April 12, 2011

The Yucatan's Cliff-diving Daredevils

Acapulco's cliff-divers are world famous, but how many people knew that this thrill-seeking sport exists on the Yucatan Peninsula too? With 6,400 cenotes dotting the landscape, it can often be a long way down.

Cave Diver

The latest round of the Red Bull Cliff Diving World Series took place, on the Yucatan, this weekend. The centerpoint was the Ik Kil Cenote (sinkhole), near to Chichen Itza. The greatest international cliff-divers gathered to discover who would take the title of the best amongst them. They took turns to launch themselves, from an especially erected diving board, into the wide, gaping mouth of the cenote. Then it was a 27 meter (90ft) free-fall plunge, through thin air, reaching speeds of 40mph before hitting the pool at the bottom.

Colombia's Orlando Duque emerged as the best of them. In second place was last year's winner, Britain's Gary Hunt. However, this is just one round in a global competition. The overall champion will not be crowned until another leg of the series takes them into Athens, Greece, later this year.

Cave Diver

Cenotes form all over the porous, limestone bedrock of the Yucatan. As surface water is drawn down, into the rock, it causes submerged pools and rivers. Sometimes this erosion opens up a hole above, allowing access to the wondrous subterranean landscape below. These holes are the cenotes.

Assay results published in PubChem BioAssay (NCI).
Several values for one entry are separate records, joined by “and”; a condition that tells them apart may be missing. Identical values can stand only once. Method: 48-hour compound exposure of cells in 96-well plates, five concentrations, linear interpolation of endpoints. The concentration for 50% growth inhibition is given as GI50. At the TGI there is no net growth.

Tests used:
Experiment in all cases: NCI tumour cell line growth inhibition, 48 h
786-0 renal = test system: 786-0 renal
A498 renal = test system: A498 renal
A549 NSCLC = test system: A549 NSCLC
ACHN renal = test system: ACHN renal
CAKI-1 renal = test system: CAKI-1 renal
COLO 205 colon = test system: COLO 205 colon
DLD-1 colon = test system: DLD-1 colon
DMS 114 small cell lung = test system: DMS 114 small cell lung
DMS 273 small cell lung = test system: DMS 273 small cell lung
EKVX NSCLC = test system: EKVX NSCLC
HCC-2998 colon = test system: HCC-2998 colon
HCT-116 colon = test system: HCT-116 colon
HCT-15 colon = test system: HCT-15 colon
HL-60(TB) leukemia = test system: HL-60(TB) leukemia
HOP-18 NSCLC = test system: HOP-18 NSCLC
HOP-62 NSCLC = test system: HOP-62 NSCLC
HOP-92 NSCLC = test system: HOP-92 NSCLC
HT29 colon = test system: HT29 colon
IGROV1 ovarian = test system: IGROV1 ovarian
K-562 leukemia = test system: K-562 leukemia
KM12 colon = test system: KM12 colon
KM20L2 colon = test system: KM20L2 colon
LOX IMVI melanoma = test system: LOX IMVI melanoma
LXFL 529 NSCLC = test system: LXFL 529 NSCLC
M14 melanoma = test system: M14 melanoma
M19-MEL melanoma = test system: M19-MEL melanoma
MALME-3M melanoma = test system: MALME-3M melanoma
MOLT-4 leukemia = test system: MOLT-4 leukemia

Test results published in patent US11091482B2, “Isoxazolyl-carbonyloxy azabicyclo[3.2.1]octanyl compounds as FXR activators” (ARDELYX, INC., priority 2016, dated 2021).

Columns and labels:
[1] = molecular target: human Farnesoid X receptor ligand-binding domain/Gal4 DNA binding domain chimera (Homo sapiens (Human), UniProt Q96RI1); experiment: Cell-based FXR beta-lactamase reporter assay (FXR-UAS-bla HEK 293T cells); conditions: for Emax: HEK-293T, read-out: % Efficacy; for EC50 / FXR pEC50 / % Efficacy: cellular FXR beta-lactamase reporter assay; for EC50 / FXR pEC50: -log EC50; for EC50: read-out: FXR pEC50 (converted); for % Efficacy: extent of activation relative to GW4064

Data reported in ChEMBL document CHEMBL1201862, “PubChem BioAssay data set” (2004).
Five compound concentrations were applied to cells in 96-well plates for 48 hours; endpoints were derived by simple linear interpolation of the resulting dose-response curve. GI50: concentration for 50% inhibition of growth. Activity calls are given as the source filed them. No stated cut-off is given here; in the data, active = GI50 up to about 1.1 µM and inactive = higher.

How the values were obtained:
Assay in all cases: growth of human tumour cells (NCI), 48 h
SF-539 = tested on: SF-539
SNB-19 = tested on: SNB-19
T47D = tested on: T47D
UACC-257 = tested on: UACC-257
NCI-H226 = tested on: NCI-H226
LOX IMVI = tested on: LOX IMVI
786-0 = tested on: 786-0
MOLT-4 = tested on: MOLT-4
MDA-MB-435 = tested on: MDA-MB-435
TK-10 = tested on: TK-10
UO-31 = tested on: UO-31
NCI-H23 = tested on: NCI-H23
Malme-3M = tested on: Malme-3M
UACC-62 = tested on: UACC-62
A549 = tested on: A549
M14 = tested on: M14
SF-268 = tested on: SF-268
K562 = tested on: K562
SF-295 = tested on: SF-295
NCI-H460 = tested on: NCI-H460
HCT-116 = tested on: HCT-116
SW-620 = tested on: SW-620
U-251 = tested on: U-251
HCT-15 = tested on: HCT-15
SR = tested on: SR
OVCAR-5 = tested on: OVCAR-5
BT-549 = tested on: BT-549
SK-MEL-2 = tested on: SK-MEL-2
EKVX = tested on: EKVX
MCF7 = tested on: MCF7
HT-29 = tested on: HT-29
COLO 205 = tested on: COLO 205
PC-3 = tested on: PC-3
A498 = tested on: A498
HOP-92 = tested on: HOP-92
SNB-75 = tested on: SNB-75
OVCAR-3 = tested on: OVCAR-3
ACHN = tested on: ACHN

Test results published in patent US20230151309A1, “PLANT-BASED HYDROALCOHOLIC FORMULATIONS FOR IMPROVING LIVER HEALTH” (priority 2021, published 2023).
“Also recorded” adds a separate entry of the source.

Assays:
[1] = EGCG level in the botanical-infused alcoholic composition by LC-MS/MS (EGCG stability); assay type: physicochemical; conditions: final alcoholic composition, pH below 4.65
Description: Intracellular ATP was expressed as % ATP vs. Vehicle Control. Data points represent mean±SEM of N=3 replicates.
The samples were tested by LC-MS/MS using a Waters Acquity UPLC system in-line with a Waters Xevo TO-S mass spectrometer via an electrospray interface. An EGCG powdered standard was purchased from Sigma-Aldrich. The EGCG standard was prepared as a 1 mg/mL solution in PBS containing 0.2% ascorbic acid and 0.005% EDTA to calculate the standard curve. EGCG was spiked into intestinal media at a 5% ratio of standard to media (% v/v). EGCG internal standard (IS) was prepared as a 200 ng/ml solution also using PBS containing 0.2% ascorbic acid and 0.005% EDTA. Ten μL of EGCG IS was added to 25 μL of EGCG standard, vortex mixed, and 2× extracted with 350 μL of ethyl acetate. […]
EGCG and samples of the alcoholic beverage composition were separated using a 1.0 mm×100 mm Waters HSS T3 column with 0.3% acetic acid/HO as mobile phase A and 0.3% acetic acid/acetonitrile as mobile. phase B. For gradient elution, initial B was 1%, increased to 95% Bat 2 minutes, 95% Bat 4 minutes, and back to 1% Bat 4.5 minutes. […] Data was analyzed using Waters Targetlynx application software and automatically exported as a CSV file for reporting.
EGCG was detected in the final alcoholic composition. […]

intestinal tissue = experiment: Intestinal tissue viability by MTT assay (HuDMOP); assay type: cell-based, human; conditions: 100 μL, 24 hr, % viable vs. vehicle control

Ik Kil translates as Sacred Blue. The Maya often used cenotes as subterranean shrines; with the tunnels leading away from them being part of the rite of passage into adulthood. Young men would have to survive the descent into them and arrive safely out the other side. It was a rebirthing into manhood.

Diving into them, from the surface level, is certainly not recommended for amateurs. It takes great skill and training to cliff-dive like a champion. However, many cenotes have been developed for tourists to visit. Swimming is allowed in them and diving boards have been set up from safe heights.

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